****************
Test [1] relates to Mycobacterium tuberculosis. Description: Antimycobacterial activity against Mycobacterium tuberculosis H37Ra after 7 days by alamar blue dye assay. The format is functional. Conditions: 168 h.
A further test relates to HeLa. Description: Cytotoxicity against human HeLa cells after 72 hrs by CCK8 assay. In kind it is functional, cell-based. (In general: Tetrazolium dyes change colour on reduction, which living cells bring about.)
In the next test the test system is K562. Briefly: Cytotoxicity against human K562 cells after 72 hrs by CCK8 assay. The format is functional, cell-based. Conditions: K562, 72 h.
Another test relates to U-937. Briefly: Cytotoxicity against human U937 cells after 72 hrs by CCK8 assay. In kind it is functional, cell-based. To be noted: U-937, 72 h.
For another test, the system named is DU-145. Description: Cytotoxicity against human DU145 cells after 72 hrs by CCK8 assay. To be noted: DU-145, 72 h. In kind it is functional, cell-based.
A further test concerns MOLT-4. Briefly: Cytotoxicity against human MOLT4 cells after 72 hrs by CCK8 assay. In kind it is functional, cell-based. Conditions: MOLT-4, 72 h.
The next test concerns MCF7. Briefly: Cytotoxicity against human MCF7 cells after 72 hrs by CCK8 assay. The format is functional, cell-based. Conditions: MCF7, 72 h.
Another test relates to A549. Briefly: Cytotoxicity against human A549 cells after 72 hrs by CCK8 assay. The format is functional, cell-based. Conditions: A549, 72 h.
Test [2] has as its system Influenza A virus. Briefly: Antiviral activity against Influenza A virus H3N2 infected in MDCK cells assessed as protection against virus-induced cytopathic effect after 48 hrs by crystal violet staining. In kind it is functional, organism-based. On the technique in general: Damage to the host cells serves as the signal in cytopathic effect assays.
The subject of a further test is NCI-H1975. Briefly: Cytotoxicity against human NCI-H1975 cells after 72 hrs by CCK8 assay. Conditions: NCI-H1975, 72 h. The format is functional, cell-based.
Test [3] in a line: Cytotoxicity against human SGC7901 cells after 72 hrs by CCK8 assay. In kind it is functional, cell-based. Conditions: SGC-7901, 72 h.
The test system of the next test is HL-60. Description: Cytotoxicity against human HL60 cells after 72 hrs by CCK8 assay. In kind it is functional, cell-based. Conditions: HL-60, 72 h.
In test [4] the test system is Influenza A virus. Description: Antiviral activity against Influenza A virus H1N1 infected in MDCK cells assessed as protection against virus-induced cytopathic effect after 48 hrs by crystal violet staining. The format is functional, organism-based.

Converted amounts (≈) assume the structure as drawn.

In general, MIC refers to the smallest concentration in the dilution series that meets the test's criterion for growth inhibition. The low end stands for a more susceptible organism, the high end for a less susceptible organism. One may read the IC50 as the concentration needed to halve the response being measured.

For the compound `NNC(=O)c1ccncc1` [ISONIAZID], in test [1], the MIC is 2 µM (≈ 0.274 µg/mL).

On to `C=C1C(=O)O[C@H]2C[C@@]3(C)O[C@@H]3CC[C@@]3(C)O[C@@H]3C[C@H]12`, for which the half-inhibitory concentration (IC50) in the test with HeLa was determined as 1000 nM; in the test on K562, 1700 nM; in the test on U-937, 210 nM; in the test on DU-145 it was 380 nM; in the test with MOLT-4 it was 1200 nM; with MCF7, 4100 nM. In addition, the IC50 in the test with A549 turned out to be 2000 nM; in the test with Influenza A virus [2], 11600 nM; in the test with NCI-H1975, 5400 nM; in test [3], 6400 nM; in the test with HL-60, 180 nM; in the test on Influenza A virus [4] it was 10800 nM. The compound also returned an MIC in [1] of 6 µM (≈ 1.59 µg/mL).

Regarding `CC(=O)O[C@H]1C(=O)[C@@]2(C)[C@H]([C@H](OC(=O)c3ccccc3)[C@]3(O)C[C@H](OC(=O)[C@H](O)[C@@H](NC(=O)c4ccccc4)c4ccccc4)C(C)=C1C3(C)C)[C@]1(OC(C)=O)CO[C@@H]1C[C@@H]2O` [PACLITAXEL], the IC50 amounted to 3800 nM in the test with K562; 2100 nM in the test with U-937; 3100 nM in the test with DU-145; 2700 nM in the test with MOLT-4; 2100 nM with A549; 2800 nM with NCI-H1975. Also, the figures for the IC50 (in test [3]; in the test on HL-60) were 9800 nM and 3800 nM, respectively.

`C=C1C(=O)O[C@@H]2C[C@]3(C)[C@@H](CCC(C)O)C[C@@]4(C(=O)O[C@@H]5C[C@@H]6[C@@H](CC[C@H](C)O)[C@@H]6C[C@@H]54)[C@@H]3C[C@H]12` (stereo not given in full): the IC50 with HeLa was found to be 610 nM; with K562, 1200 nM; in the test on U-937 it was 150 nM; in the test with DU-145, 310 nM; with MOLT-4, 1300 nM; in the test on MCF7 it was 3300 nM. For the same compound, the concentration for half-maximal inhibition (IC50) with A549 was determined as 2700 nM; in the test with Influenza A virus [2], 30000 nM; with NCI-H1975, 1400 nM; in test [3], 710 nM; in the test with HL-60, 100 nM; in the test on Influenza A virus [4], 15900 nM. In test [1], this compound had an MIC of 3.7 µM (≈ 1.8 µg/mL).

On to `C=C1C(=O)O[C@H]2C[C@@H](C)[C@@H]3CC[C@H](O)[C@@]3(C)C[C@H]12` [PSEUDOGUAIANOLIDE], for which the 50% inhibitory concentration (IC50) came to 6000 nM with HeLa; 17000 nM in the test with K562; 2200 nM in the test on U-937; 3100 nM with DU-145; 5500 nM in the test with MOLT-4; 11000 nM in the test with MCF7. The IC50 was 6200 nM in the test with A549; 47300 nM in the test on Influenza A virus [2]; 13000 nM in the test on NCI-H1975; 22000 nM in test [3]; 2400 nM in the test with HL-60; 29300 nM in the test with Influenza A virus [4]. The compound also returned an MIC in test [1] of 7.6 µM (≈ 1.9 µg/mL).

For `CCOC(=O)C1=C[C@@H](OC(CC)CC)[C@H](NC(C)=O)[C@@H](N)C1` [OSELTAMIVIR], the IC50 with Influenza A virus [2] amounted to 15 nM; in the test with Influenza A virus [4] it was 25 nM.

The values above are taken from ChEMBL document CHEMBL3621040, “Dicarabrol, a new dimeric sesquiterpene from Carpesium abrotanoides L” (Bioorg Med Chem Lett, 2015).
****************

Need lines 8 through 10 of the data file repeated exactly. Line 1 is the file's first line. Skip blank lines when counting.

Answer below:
Another test relates to A549. Briefly: Cytotoxicity against human A549 cells after 72 hrs by CCK8 assay. The format is functional, cell-based. Conditions: A549, 72 h.
Test [2] has as its system Influenza A virus. Briefly: Antiviral activity against Influenza A virus H3N2 infected in MDCK cells assessed as protection against virus-induced cytopathic effect after 48 hrs by crystal violet staining. In kind it is functional, organism-based. On the technique in general: Damage to the host cells serves as the signal in cytopathic effect assays.
The subject of a further test is NCI-H1975. Briefly: Cytotoxicity against human NCI-H1975 cells after 72 hrs by CCK8 assay. Conditions: NCI-H1975, 72 h. The format is functional, cell-based.